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Artist Interviews: Stacey Gregory

Artist Interviews: Stacey Gregory

Stacey Gregory is a Monterey, California based fine artist whose conceptual artwork is inspired by current political and social issues. She references ancient history, current events, scientific research, and art history to weave together facts, timelines and often humor into her conceptual assemblages. She has exhibited works in San Francisco, Chicago, Sacramento, Oakland, San Diego, Santa Barbara, and West Hollywood and her work is held in numerous private collections. Thank you Stacey for taking time to share some inspiration with us today on the AMU Blog!

AMU: Art Makes Us ___.

Stacey: wonder how best to fill in the blank {canvas}, balanced, unbalanced, laugh, cry, disturb the peace, make peace, energized, contemplative, unique and universal, stand on a higher ground.

AMU: Tell us a little about yourself and your art.

Stacey: I majored in Fine Art and Art History at Penn and studied Graphic Design at Pratt Institute. Marriage, children, and cross country moves happened and I didn’t have the opportunity to do art for a long time. When I got back into it, I started with what I knew, which was oil painting, but quickly tried my hand at assemblage where nothing you can repurpose or buy at Pottery Barn is sacred. The political climate at that time spurred me into social justice art and in turn, has prompted me to ask a lot of big questions in my art. Where are we going as a people and as a planet? What role does Big Tech play? I do not presume to have answers, only questions.

AMU: What’s your favorite medium?

Stacey: My favorite medium is the one that gives the most impact in any given piece. Building in assemblage challenges me on many levels during the execution of the piece, and I believe challenges the viewer as well. That said, having been trained in traditional oil painting, there’s nothing like a good whiff of turpentine and mixing oils on a glass palette. Paint mixing can be a sacred ritual that stimulates the senses.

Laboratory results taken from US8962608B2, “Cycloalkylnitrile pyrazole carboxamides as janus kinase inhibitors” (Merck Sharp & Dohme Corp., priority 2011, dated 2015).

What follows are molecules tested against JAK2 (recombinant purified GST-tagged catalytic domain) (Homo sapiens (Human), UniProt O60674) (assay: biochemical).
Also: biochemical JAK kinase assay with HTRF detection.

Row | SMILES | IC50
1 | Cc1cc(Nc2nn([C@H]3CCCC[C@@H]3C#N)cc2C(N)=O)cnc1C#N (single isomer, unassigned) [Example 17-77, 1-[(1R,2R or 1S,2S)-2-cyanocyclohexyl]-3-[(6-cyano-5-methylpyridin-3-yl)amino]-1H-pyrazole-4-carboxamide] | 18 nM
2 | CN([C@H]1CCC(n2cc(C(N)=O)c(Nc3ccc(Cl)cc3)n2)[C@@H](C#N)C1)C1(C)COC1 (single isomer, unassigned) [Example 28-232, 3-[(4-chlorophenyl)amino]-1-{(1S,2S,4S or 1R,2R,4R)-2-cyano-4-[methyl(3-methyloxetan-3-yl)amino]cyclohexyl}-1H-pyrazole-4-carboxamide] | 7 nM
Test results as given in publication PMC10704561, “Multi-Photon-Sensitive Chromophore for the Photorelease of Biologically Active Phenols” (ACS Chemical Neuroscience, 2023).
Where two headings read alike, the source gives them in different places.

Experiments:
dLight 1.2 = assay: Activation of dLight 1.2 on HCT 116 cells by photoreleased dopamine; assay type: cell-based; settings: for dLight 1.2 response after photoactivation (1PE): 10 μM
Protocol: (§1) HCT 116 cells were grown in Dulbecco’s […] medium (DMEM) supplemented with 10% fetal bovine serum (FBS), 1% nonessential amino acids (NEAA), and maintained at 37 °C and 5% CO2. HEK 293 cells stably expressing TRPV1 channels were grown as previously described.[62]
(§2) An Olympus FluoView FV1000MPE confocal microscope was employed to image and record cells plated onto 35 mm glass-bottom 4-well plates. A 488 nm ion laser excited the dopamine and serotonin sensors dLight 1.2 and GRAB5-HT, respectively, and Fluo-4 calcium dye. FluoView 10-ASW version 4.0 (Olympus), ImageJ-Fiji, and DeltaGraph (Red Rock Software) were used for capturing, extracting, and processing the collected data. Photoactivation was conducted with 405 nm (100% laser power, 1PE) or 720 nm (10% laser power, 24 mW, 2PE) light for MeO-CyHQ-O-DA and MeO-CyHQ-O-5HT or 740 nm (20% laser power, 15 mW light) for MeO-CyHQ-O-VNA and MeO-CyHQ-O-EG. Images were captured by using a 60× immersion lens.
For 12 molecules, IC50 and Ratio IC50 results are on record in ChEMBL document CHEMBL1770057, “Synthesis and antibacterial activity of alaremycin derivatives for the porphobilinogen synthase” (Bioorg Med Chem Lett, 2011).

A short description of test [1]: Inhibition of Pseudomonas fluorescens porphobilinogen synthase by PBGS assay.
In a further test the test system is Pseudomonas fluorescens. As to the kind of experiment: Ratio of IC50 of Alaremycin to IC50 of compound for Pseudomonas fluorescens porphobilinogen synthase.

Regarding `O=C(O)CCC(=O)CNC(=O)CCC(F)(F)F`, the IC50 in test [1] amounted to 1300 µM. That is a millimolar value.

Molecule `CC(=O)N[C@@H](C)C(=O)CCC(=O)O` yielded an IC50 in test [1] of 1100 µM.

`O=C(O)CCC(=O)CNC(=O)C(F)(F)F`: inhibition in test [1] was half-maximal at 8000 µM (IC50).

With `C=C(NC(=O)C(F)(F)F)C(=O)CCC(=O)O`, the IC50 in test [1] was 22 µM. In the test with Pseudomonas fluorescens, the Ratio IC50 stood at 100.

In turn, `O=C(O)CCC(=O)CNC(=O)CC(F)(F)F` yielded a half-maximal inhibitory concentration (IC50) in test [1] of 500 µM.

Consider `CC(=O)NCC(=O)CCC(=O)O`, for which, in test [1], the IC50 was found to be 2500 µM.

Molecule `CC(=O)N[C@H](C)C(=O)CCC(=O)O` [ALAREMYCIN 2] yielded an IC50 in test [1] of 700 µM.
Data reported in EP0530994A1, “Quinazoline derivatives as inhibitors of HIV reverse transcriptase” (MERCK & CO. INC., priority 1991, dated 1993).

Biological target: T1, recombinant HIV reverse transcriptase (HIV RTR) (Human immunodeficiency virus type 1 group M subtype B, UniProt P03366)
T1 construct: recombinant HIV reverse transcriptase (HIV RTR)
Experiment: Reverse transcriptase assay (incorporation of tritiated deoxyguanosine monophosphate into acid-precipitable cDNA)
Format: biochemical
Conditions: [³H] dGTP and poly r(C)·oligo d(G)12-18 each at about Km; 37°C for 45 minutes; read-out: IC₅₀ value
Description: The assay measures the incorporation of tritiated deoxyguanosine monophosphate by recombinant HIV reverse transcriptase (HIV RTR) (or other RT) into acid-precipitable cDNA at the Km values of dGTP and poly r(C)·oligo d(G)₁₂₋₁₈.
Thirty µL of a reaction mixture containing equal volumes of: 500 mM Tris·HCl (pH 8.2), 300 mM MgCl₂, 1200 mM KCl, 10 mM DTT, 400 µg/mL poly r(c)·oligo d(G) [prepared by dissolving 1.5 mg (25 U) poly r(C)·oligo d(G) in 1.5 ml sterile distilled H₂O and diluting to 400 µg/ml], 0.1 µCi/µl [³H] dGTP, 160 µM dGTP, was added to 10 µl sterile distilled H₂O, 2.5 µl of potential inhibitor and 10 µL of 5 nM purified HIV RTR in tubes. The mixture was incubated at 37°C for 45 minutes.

AMU: What inspires you?

Stacey: Art that has a message and content. Art that uses materials in an innovative way. Beautiful forms that are found everywhere but are often overlooked. Other artistic modes of expression such as dance, music, drama, poetry, architecture. I’m in awe of people who have those talents.

AMU: What are your artistic goals for the future?

Stacey: Firstly, to keep creating as long as I can. It’s beneficial for the mind and spirit. I would also like to build a legacy for my family to understand who I am, what inspires me, what I stand for. And if other people see my work and it speaks to them on some level then I’m honored.

AMU: What piece of artistic advice has stuck with you?

Stacey: I remember my college drawing teacher’s comment on a drawing that I thought was the best I’d done up to that point. I can still see it in my mind. I was so proud of it. But she wrote on the back that I “had not seen the forest for the trees”. I had never heard the expression before and she explained that I was so caught up in executing the details that the drawing lacked a focus. The eye did not know where to rest. This was new to me but I eventually understood. I framed the backside of the drawing with her comment on it: “You can’t see the forest for the trees.’ A good life lesson as well.

AMU: Who would play you in the film version of your life?

Stacey: Christopher Walken. But Jennifer Lawrence would play me in my youth, then Charlize Theron, then Christopher Walken. We all have an edge.

AMU: What famous artist would you love to meet?

Stacey: Ai Wei-Wei, Maya Lin.

AMU: What do you wish you knew when you started?

Stacey: Not to fear failure. That to fail is as legitimate a step in the process as getting it right the first time. I’ve found that oftentimes, the initial failure may give rise to something totally different and far more successful in a different version. I keep a few of my failures in plain view to remind me of that. Some of my best works have evolved from false starts.

AMU: What’s your favorite color?

Stacey: Red. Cadmium Red.

AMU: If you had an artistic superpower what would it be?

Stacey: I think being artistic is already a superpower, but if you want me to really dream, my superpower would be to have all of those artistic talents mentioned above. I’d be a dancer, choreographer, singer, play piano, drums, write poetry, do stand up, write novels, build buildings, and never, ever sleep. I would also make oil paint and Gorilla Glue dry faster.

AMU: Where can people see your work?

Stacey: Sparrow Gallery and Sac Fine Arts Center in Sacramento, Studio Channel Islands, Verum Ultimum Gallery in Portland, instagram @skgregoryart,, and there’s work all over my living room. Open studio all day, everyday.

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